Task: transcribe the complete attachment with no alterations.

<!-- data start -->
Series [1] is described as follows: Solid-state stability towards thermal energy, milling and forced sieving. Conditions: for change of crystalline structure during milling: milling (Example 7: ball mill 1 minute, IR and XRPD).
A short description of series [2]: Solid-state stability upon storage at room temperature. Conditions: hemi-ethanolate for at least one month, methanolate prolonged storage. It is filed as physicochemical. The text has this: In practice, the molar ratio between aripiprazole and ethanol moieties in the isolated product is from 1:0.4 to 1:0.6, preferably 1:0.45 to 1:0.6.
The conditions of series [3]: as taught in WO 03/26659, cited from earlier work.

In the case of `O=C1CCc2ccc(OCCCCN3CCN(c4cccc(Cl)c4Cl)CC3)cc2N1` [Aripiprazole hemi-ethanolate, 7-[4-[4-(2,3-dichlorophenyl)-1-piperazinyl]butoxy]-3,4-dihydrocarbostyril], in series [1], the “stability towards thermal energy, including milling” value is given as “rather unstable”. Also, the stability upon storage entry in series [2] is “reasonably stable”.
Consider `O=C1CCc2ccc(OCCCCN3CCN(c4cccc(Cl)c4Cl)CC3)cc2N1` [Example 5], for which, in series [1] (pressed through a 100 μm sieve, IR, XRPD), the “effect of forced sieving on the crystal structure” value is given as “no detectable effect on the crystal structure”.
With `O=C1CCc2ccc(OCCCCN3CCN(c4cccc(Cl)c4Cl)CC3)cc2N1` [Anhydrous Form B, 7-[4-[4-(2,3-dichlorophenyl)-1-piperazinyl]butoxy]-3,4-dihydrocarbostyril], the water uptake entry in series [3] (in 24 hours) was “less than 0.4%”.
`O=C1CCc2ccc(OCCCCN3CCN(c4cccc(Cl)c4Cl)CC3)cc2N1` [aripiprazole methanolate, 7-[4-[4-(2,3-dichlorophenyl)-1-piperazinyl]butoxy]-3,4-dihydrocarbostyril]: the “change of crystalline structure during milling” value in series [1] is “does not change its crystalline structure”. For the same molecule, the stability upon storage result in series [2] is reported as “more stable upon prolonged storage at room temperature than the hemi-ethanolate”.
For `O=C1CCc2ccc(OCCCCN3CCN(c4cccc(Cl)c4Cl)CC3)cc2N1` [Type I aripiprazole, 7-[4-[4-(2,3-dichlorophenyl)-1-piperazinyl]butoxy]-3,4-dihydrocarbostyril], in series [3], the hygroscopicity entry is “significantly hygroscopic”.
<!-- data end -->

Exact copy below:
Series [1] is described as follows: Solid-state stability towards thermal energy, milling and forced sieving. Conditions: for change of crystalline structure during milling: milling (Example 7: ball mill 1 minute, IR and XRPD).
A short description of series [2]: Solid-state stability upon storage at room temperature. Conditions: hemi-ethanolate for at least one month, methanolate prolonged storage. It is filed as physicochemical. The text has this: In practice, the molar ratio between aripiprazole and ethanol moieties in the isolated product is from 1:0.4 to 1:0.6, preferably 1:0.45 to 1:0.6.
The conditions of series [3]: as taught in WO 03/26659, cited from earlier work.

In the case of `O=C1CCc2ccc(OCCCCN3CCN(c4cccc(Cl)c4Cl)CC3)cc2N1` [Aripiprazole hemi-ethanolate, 7-[4-[4-(2,3-dichlorophenyl)-1-piperazinyl]butoxy]-3,4-dihydrocarbostyril], in series [1], the “stability towards thermal energy, including milling” value is given as “rather unstable”. Also, the stability upon storage entry in series [2] is “reasonably stable”.
Consider `O=C1CCc2ccc(OCCCCN3CCN(c4cccc(Cl)c4Cl)CC3)cc2N1` [Example 5], for which, in series [1] (pressed through a 100 μm sieve, IR, XRPD), the “effect of forced sieving on the crystal structure” value is given as “no detectable effect on the crystal structure”.
With `O=C1CCc2ccc(OCCCCN3CCN(c4cccc(Cl)c4Cl)CC3)cc2N1` [Anhydrous Form B, 7-[4-[4-(2,3-dichlorophenyl)-1-piperazinyl]butoxy]-3,4-dihydrocarbostyril], the water uptake entry in series [3] (in 24 hours) was “less than 0.4%”.
`O=C1CCc2ccc(OCCCCN3CCN(c4cccc(Cl)c4Cl)CC3)cc2N1` [aripiprazole methanolate, 7-[4-[4-(2,3-dichlorophenyl)-1-piperazinyl]butoxy]-3,4-dihydrocarbostyril]: the “change of crystalline structure during milling” value in series [1] is “does not change its crystalline structure”. For the same molecule, the stability upon storage result in series [2] is reported as “more stable upon prolonged storage at room temperature than the hemi-ethanolate”.
For `O=C1CCc2ccc(OCCCCN3CCN(c4cccc(Cl)c4Cl)CC3)cc2N1` [Type I aripiprazole, 7-[4-[4-(2,3-dichlorophenyl)-1-piperazinyl]butoxy]-3,4-dihydrocarbostyril], in series [3], the hygroscopicity entry is “significantly hygroscopic”.